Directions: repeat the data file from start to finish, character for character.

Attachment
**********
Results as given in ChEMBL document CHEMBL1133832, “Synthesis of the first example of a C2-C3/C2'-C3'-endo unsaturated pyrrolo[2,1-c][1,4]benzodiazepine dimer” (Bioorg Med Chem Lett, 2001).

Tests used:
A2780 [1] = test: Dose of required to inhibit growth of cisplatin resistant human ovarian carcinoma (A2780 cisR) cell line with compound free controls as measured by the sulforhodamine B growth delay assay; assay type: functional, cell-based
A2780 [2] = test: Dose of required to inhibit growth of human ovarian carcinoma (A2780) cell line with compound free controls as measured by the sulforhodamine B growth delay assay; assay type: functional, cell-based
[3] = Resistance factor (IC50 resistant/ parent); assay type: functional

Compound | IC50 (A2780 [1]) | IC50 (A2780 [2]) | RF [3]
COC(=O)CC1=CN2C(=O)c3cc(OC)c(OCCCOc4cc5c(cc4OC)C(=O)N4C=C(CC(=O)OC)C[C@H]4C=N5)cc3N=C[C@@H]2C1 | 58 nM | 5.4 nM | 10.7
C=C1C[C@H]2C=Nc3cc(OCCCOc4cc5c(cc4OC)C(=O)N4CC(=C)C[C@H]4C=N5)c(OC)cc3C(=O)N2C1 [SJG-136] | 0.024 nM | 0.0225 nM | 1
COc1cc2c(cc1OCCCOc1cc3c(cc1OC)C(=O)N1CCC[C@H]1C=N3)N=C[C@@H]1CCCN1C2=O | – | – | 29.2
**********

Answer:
Results as given in ChEMBL document CHEMBL1133832, “Synthesis of the first example of a C2-C3/C2'-C3'-endo unsaturated pyrrolo[2,1-c][1,4]benzodiazepine dimer” (Bioorg Med Chem Lett, 2001).

Tests used:
A2780 [1] = test: Dose of required to inhibit growth of cisplatin resistant human ovarian carcinoma (A2780 cisR) cell line with compound free controls as measured by the sulforhodamine B growth delay assay; assay type: functional, cell-based
A2780 [2] = test: Dose of required to inhibit growth of human ovarian carcinoma (A2780) cell line with compound free controls as measured by the sulforhodamine B growth delay assay; assay type: functional, cell-based
[3] = Resistance factor (IC50 resistant/ parent); assay type: functional

Compound | IC50 (A2780 [1]) | IC50 (A2780 [2]) | RF [3]
COC(=O)CC1=CN2C(=O)c3cc(OC)c(OCCCOc4cc5c(cc4OC)C(=O)N4C=C(CC(=O)OC)C[C@H]4C=N5)cc3N=C[C@@H]2C1 | 58 nM | 5.4 nM | 10.7
C=C1C[C@H]2C=Nc3cc(OCCCOc4cc5c(cc4OC)C(=O)N4CC(=C)C[C@H]4C=N5)c(OC)cc3C(=O)N2C1 [SJG-136] | 0.024 nM | 0.0225 nM | 1
COc1cc2c(cc1OCCCOc1cc3c(cc1OC)C(=O)N1CCC[C@H]1C=N3)N=C[C@@H]1CCCN1C2=O | – | – | 29.2